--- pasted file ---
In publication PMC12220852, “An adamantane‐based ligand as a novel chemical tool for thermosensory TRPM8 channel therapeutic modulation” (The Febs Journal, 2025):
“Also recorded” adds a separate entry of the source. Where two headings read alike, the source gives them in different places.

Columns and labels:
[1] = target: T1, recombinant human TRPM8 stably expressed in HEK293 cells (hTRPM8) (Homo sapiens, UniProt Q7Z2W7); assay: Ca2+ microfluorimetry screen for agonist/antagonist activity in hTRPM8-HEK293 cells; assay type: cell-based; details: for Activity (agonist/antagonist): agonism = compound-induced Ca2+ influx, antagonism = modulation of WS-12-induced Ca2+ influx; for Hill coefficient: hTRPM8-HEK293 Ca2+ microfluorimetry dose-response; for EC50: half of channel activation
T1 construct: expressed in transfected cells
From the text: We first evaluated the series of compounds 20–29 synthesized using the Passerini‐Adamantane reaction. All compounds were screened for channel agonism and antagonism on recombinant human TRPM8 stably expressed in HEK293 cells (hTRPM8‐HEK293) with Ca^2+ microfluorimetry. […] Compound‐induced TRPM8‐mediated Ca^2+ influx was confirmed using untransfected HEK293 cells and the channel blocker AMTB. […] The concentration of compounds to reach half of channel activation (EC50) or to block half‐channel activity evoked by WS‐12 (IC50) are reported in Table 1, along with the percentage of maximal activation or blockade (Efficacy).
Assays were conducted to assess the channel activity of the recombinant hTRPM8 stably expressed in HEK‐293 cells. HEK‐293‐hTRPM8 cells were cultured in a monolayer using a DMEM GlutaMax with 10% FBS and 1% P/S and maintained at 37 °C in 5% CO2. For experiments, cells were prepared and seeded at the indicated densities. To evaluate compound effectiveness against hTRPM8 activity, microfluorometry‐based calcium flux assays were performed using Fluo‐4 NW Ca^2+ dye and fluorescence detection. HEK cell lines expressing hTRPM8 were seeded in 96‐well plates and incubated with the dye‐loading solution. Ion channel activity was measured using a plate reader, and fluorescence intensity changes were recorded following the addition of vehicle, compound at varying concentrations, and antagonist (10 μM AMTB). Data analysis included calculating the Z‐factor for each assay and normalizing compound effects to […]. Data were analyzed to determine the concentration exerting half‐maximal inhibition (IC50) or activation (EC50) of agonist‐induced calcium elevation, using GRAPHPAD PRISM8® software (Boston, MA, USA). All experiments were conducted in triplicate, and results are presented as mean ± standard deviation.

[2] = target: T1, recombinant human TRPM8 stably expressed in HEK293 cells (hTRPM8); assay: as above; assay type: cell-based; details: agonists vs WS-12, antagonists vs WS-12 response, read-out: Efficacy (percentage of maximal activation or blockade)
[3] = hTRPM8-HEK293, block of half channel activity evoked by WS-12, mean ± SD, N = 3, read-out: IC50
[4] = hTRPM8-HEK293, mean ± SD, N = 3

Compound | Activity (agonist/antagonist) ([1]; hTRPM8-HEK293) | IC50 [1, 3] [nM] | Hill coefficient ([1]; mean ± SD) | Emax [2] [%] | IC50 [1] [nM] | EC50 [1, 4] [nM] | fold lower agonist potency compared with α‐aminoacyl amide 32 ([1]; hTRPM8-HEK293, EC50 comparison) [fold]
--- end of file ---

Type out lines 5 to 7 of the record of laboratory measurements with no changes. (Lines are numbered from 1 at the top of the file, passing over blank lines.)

T1 construct: expressed in transfected cells
From the text: We first evaluated the series of compounds 20–29 synthesized using the Passerini‐Adamantane reaction. All compounds were screened for channel agonism and antagonism on recombinant human TRPM8 stably expressed in HEK293 cells (hTRPM8‐HEK293) with Ca^2+ microfluorimetry. […] Compound‐induced TRPM8‐mediated Ca^2+ influx was confirmed using untransfected HEK293 cells and the channel blocker AMTB. […] The concentration of compounds to reach half of channel activation (EC50) or to block half‐channel activity evoked by WS‐12 (IC50) are reported in Table 1, along with the percentage of maximal activation or blockade (Efficacy).
Assays were conducted to assess the channel activity of the recombinant hTRPM8 stably expressed in HEK‐293 cells. HEK‐293‐hTRPM8 cells were cultured in a monolayer using a DMEM GlutaMax with 10% FBS and 1% P/S and maintained at 37 °C in 5% CO2. For experiments, cells were prepared and seeded at the indicated densities. To evaluate compound effectiveness against hTRPM8 activity, microfluorometry‐based calcium flux assays were performed using Fluo‐4 NW Ca^2+ dye and fluorescence detection. HEK cell lines expressing hTRPM8 were seeded in 96‐well plates and incubated with the dye‐loading solution. Ion channel activity was measured using a plate reader, and fluorescence intensity changes were recorded following the addition of vehicle, compound at varying concentrations, and antagonist (10 μM AMTB). Data analysis included calculating the Z‐factor for each assay and normalizing compound effects to […]. Data were analyzed to determine the concentration exerting half‐maximal inhibition (IC50) or activation (EC50) of agonist‐induced calcium elevation, using GRAPHPAD PRISM8® software (Boston, MA, USA). All experiments were conducted in triplicate, and results are presented as mean ± standard deviation.